The world’s fourth-largest smartphone maker just filed for the world’s largest tech IPO ever
Xiaomihas filed their IPOat the Hong Kong stock exchange( HKEX).
- The IPO could result in $10 billion for the company.
- Xiaomi will be implementing dual-class shares.
The Chinese smartphone manufacturer, Xiaomi, has been meaning to go public for a while, and now they’ve finally filed for an initial public offering (IPO) at the
In the case where the company manages to raise that much through the IPO, Xiaomi will attain a market value of between $80 billion and $100 billion as per reports. If Xiaomi's IPO launch goes as expected, there's a chance that it would be even bigger than Alibaba Group Holding Ltd’s IPO in 2014 which raked in $21.8 billion.
Since the IPO has now been filed, it could launch as soon as June. Prior to the filing, Xiaomi gave investors a good look at its financial health, which according to sources, undersells how well Xiaomi has persevered through the slowdown of growth of the global smartphone market by pushing further into new markets like India.
According to the prospectus presented, the company’s revenue has hit 114.62 yuan ($18 billion, ₹1.19 lakh crore) in 2017, which is 67.5% ahead of where it was in 2016. Even operating profit has increased from 3.76 billion yuan ($590 million, ₹3,999 crore) to 12.22 ($1.92 billion, ₹12,800 crore) billion yuan.
That being said, the company also turned a net loss of 43.89 billion yuan unlike the 491.6 billion yuan of profit in 2016, although a lot of this bears the impact of convertible redeemable preference shares going through fair value changes.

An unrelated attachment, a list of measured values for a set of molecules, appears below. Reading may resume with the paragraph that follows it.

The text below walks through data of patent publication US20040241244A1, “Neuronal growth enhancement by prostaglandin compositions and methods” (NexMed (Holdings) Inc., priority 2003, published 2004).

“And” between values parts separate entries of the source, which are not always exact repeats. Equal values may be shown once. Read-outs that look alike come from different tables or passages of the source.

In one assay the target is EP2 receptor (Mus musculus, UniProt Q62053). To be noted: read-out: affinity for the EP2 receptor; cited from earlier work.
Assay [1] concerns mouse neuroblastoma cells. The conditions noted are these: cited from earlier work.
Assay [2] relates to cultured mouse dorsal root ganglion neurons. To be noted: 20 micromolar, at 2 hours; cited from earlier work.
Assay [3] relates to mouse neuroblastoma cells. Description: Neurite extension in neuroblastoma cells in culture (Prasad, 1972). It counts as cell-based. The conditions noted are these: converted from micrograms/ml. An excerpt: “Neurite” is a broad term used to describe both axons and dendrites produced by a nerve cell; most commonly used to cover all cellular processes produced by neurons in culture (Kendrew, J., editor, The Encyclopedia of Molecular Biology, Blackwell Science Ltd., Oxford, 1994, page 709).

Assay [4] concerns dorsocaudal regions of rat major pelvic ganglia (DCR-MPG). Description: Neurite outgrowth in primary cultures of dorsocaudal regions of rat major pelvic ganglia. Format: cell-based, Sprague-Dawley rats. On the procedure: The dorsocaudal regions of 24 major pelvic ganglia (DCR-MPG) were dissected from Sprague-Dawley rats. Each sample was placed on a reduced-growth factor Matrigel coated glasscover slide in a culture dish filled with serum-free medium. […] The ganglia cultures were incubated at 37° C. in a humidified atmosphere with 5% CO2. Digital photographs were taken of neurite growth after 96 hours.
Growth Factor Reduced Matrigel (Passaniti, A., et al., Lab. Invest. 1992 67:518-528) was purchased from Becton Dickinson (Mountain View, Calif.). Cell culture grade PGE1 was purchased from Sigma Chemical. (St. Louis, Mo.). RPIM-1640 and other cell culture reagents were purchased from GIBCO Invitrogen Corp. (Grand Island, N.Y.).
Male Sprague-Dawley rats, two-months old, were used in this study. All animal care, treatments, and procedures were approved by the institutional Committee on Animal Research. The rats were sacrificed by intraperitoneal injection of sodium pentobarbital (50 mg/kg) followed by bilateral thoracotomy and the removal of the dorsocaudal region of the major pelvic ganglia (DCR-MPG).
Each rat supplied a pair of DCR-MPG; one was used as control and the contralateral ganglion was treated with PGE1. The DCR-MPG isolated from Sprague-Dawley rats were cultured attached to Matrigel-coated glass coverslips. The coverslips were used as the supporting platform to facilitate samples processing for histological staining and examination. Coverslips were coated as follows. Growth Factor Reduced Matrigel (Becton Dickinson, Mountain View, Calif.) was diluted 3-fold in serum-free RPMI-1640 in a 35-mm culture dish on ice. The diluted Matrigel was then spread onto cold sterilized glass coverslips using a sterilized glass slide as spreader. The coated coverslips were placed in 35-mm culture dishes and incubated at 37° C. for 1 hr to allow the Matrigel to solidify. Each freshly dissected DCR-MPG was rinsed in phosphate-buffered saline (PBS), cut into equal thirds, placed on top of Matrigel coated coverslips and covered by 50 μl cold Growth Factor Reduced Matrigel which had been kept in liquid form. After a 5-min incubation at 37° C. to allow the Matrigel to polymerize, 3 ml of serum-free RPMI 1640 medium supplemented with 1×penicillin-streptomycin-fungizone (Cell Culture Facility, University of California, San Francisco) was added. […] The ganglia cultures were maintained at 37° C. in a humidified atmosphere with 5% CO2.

Being listed on the HKEX
Xiaomi will be following the system of dual-class shares, or weighted voting rights (WVR). It allows founding shareholders to retain power even with minority stakes. The company’s application justified applying the structure stating the company would benefit from, “continuing vision and leadership,” which in turn would control the company’s “long-term prospects and strategy.”
The HKEX just altered its rules with the aim of attracting new tech firm listings on its exchange by introducing dual-class listings, a factor that led to the Alibaba Group Holding Ltd preferring to list their IPO on the New York Stock Exchange.
Dual-class listings allow founders to own premium shares that have voting rights that hold up to 10 times more power than that of ordinary shares. The catch is that these premium shares are non-transferrable.
Xiaomi may just shatter the glass ceiling with backers like CLSA, Morgan Stanley and